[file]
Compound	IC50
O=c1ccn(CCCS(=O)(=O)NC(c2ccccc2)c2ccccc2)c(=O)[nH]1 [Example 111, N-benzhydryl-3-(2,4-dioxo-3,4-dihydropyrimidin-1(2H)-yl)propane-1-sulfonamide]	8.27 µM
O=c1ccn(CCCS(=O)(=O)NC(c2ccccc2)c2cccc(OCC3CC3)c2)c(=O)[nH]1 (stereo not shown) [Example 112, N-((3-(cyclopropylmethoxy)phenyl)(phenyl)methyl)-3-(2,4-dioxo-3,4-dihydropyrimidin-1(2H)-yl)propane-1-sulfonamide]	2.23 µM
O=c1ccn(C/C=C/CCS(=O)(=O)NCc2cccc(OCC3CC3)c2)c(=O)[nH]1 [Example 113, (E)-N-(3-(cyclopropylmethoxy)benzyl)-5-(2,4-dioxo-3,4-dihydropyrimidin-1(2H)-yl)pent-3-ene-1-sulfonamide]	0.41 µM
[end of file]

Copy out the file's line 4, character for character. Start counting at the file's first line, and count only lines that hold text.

O=c1ccn(C/C=C/CCS(=O)(=O)NCc2cccc(OCC3CC3)c2)c(=O)[nH]1 [Example 113, (E)-N-(3-(cyclopropylmethoxy)benzyl)-5-(2,4-dioxo-3,4-dihydropyrimidin-1(2H)-yl)pent-3-ene-1-sulfonamide]	0.41 µM